Micromanagement and Macromanagement

Micromanagers

In business management, micromanagement is a management style where a manager closely observes or controls the work of their employees, generally used as a pejorative term. In contrast to giving general instructions on smaller tasks while supervising larger concerns, the micromanager monitors and assesses every step.

Micromanagement may arise from internal sources, such as concern for details, increased performance pressure, or insecurity. It can also be seen as a tactic used by managers to eliminate unwanted employees, either by creating standards employees cannot meet leading to termination, or by creating a stressful workplace causing the employee to leave.

Regardless of the motivation the effect can de-motivate employees, create resentment, and damage trust. Micromanagement can also be distinguished from management by worker to boss ratio. When a boss can do a worker's job with more efficiency than giving the order to do the same job, this is micromanagement.

Micromanagers are managers that oversee their workers too closely. They are constantly looking over your shoulder, commenting positively or negatively. They tend to look at the details of an employees job many times during the work day, usually making unwarranted remarks.

The worker who is micromanaged will reason, "Why can't my boss just let me do my job and leave me alone? What mistakes are they looking for now?"

Micromanages will do compulsive overseeing with both good employees as well as those who are not performing well.

They engage the lowest frequency emotion, FEAR, in the workplace. Fear ----> frustration -----> Depression ---->Sabotage ----> Accidents ----->or Lack of Productivity. Too much micromanagement can cost a company its best and brightest.

This often taps into childhood issues for workers who had dictatorial parents and are now reliving that pain.

Remember that adulthood is often about moving past childhood traumas created in the first 20 years of one's life. In the 21st century we recognize issues, and hopefully deal with them, or else dwell in dysfunctional behavioral patterns, using them as a crutch to not function.

Micromanaging is a compulsive, behavioral disorder similar to other addictive patterns. People who micromanage generally do so because they feel unsure and self-doubting. Sometimes they are pressured by a supervisor above them.

Employees may see them as controlling, dictatorial, judgmental, critical, bureaucratic, snooping, and more.

Do you micromanage? If the answer is Yes and you wonder why no one has brought this to your attention, the obvious answer is that they are afraid of repercussions. Micromanager do not see the 'big picture' because they are too busy dictating font size and controlling everyone else's moves that it totally escapes you and your workers. They are probably not getting your job completed because they are doing everyone else's. They lose the respect of co-workers and fellow employees.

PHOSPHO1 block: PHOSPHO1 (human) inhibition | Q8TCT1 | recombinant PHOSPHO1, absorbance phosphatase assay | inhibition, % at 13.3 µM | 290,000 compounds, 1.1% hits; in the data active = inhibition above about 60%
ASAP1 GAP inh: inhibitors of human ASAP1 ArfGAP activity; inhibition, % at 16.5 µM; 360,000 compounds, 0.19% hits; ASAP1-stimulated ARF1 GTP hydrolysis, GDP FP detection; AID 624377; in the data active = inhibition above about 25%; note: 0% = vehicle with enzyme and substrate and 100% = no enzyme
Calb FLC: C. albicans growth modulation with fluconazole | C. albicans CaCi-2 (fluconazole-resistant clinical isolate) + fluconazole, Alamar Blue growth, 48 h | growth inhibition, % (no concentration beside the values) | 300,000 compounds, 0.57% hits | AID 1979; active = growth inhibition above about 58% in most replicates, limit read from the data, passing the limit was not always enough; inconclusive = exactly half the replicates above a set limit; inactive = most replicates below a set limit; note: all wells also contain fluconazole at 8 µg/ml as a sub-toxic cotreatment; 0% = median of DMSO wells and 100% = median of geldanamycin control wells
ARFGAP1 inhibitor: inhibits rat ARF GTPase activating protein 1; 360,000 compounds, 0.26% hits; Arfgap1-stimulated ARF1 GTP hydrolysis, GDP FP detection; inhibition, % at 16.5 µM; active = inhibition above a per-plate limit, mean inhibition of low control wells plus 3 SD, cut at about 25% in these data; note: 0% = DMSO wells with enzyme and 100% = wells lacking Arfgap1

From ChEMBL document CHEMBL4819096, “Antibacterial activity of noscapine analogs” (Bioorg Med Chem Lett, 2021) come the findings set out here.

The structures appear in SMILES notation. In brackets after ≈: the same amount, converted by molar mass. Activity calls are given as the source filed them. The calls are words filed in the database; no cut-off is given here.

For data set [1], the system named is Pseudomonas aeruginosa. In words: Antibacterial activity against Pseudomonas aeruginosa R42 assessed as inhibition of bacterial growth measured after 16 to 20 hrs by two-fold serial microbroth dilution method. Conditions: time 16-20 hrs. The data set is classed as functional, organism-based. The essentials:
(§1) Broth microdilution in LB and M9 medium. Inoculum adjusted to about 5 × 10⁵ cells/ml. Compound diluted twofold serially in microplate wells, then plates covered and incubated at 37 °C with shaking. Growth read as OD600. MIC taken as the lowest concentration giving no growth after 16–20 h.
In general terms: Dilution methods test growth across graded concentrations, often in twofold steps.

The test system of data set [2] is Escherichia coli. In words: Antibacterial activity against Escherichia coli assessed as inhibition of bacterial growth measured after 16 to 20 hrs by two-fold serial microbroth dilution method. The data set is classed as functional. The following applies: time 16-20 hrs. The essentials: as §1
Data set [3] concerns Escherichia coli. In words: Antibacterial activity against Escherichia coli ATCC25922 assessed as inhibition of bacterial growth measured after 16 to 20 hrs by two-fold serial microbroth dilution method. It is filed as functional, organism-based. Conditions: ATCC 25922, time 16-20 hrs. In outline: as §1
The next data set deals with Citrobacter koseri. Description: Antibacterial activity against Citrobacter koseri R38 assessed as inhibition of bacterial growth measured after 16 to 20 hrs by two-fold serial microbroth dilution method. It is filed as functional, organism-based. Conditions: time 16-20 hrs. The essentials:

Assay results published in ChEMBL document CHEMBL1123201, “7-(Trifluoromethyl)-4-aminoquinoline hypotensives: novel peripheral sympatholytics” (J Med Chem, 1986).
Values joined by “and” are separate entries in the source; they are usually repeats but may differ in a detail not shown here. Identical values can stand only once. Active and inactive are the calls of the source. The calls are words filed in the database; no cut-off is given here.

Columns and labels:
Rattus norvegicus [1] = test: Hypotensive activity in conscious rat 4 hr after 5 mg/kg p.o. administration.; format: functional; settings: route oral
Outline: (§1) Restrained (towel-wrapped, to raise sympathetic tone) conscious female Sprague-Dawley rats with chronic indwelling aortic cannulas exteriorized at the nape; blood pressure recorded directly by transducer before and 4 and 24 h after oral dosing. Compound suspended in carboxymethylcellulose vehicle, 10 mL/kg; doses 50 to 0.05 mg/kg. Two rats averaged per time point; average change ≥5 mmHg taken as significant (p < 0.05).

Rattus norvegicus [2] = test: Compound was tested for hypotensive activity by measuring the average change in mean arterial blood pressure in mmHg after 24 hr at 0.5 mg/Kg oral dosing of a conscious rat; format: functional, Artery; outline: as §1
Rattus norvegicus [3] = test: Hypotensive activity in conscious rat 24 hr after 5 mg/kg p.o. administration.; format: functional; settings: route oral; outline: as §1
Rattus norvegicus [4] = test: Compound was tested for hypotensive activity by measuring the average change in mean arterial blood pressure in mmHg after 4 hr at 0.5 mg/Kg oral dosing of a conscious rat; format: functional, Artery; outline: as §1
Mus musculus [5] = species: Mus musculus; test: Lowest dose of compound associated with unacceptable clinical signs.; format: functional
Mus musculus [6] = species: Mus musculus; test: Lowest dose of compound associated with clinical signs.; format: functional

Micromanagers should seek out professional help, perhaps offered by their company. Seek out other fellow managers and discuss how they operate. Have group discussions with your employees to resolve issues.

Macromanagers

On the flip side, we have the Macromanagers.

For the most part they leave their employees with a lack of decision making, especially when the details of the job change and they need immediate assistance.

Employees need guidelines and someone to talk to if they have a problem. Macromanagers leave their employees too much on their own. As a result the lack of direction and input is so lacking that an employee wonders if they are doing the job correctly.

Macromanaging can lead to inefficiency on the part of employees in regards to time spend on the job, work completed, and who they seek out for answers.

A boss who takes on too many projects, moving from one to another, and is therefore not easy to reach for guidance by anyone as he have overextended his time, will never get any of the jobs done properly, will always consider his employees incompetent, and will have to waste company time and money correcting mistakes.

For the best efficiency, there must exist an ongoing communication between employer and employee, that is not dictatorial, but gets the job done in the most efficient way.

There are souls who are very efficient, who do not micromanage, but cannot tolerate the inefficiency of those they work with. Yet they often have to work with people who are not equipped to get the job done, or they just goof off all day playing on the computer, coming in late, leaving early, talking on the phone, gossiping in the office, flirting or having sex with co-workers, etc. Often the efficient employees has to complete or correct the work of the other person. That must be very frustrating.

This takes us to another archived article about firing employees who do not do their job efficiently.

Behavioral scientists propose the presence of three psychological states that could result in a highly motivated and productive worker. The worker must experience:

1. Meaningfulness or significance of their job

2. Responsibility for outcomes

3. Feedback on the work performed

Wise management never underestimates people's pride and dignity for work. Recognition goes a long way. When the environment is happy, work translates to play. Money matters but that's not all there is.

At the end of the day we have to wonder whose fault is it if things go wrong, an inefficient employer who micromanages or macromanages, or an efficient employee who is wrong for the job?

This is almost like balancing a marriage or friendship!





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